Posted on: 29 April 2021
When you're creating or updating your estate plan with a probate attorney, you may want to leave assets to take care of your spouse, children, and other loved ones. What if you also want to make sure a beloved pet is taken care of after your death? An attorney can explain how to set up a pet trust for this purpose.
Benefits of a Pet Trust
Like other types of trusts, a pet trust lets you set aside assets for a specific use. You may have a beloved cat or dog who needs expensive and ongoing medical care; a pet trust lets you dedicate funds for this purpose to ensure that your pet gets taken care of even in the event of your death. If you have an expensive animal like a horse, tropical fish, or exotic birds, setting aside funds to maintain your pet's high standard of living may be even more important. An attorney can advise you on how to dedicate assets such as cash, dividends, or investments to provide for your pet.
What to Include in a Pet Trust
As an attorney can tell you, a will is only for distributing your property. If you want to provide detailed instructions for your pet's care, a pet trust is the right estate planning tool for this. Your pet trust can not only include money for food, vet bills, and other expenses, but you can provide detailed instructions such as the type of food and your pet's preferences for exercise and other care.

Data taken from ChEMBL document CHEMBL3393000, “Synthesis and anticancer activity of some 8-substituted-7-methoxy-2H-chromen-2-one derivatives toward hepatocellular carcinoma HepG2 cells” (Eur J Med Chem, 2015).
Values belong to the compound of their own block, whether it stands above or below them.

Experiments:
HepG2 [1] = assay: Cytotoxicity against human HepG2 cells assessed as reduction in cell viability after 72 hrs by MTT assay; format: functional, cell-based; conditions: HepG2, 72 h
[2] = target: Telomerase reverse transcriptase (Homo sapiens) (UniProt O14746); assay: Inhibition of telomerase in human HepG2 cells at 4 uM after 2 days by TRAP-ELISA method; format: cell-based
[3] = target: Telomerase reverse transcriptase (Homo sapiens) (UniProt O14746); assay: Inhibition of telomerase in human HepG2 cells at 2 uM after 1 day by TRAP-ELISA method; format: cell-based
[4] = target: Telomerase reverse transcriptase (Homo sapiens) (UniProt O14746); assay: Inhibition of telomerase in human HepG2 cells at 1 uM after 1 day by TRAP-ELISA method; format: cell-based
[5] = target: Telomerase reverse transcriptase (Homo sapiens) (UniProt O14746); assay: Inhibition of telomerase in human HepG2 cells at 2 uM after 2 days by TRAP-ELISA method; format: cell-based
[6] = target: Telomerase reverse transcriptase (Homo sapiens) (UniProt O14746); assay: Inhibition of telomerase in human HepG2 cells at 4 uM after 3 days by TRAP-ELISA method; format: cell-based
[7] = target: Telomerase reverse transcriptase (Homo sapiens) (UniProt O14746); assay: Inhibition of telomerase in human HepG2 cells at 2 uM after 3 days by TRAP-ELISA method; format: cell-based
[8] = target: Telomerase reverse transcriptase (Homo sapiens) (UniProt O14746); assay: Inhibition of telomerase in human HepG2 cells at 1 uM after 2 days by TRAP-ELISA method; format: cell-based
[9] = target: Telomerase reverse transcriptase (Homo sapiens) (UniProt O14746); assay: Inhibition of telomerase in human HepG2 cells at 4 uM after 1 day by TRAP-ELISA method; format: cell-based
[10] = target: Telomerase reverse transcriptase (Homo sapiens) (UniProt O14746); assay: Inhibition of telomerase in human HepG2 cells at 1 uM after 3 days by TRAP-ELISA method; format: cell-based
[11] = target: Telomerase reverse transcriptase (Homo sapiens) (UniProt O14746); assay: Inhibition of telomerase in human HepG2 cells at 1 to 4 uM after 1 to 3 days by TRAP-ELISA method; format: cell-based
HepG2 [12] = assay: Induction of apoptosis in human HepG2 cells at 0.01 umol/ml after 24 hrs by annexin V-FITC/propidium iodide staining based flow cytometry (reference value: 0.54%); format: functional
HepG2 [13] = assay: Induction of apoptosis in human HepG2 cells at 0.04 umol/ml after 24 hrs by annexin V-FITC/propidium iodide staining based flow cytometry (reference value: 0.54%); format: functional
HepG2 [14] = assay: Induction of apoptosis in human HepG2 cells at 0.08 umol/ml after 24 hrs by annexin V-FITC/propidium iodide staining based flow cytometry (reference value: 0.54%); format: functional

You should name a trustee to oversee responsibility for your pet's care and ensure that the funds are used properly. You can then name a guardian for your pet from among your loved ones or a reputable organization. Be sure to ask your estate planning attorney about how to choose a responsible person to name as trustee and guardian to ensure that your pet is well taken care of after your passing.
What If Your Other Heirs Dispute the Trust?
It's possible that after you pass away, your heirs will be unhappy that you've set aside money to provide for a pet. They might wish to dispute your decision during probate litigation. If you only left money to your pet in a will, this might be a problem, but a pet trust provides protection under the law. An attorney can help you structure a pet trust so that it stands up to any challenges during probate. You can rest easy knowing that your beloved cat, dog, or other animals will have a healthy life even after you're gone.Share